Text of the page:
From the beginning of his career, Mexican filmmaker Carlos Reygadas has strived to find a balance between careful planning and the spontaneity of the moment. For our edition of his feature debut, Japón, an existential tale that follows the spiritual awakening of a man who travels to an isolated village to commit suicide, the director shared with us some of the storyboards he used to guide the project. These sketches, collected and annotated in the booklet of our edition, show just how meticulously he maps out his visuals and the camera movements that bring them to life. But as Reygadas notes in a new conversation with filmmaker Amat Escalante, also featured in our release, what might seem like a rigid process actually frees him to embrace the beauty of the natural world in all its unpredictability. Watch the above clip from the interview to see comparisons of Reygadas’s storyboards and the final results on-screen, and to hear him talk about his intimate connection to the locations he chose for the film.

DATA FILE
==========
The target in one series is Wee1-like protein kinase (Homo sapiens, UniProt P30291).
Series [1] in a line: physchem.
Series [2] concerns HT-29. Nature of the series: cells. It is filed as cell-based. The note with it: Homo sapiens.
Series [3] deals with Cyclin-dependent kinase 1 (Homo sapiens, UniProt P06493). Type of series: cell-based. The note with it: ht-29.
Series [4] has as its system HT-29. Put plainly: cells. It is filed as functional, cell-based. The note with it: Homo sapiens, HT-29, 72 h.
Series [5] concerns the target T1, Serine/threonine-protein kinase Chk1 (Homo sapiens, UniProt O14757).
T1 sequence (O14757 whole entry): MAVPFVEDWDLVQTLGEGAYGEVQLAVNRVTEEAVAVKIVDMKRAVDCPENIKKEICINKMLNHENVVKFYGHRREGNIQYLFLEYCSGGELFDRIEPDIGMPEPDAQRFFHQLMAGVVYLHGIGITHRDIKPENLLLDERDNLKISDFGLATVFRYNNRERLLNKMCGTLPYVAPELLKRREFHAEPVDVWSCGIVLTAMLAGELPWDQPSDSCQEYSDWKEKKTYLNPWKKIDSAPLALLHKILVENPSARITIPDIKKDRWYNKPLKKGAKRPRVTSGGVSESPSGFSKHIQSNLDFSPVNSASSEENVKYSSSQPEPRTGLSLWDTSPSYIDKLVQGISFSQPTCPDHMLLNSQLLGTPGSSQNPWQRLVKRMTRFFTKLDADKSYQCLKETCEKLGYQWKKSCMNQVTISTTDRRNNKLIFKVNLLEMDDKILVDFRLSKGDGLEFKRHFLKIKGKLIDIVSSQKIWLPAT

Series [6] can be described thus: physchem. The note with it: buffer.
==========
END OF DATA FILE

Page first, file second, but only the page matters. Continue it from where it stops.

Robert Zemeckis Looks Back on His Debut-Film Jitters
In a new conversation with collaborators Bob Gale and Steven Spielberg, the director of I Wanna Hold Your Hand talks about the terror of being a first-time feature director.
Charles Burnett Calls Forth the Ghosts of the Old World
In an interview program on our edition of To Sleep with Anger, the director and his actors discuss the African-American folkloric traditions at the heart of the film.